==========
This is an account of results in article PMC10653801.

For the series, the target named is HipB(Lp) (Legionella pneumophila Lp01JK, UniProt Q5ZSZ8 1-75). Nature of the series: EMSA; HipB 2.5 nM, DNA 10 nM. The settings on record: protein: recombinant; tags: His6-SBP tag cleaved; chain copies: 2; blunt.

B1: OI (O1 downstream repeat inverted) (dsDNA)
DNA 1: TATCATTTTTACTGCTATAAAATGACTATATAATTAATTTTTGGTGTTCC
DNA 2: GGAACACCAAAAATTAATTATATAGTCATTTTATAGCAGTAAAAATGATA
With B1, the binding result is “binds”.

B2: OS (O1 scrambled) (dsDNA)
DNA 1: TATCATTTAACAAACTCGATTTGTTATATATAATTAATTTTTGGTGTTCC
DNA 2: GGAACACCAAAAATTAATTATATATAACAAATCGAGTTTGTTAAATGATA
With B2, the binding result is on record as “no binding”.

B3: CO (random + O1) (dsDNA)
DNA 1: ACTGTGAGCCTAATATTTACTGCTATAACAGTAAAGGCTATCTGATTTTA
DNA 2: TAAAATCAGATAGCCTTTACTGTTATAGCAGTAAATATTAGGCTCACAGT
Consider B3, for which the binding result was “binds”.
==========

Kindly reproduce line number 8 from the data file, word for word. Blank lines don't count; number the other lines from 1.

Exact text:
DNA 1: TATCATTTAACAAACTCGATTTGTTATATATAATTAATTTTTGGTGTTCC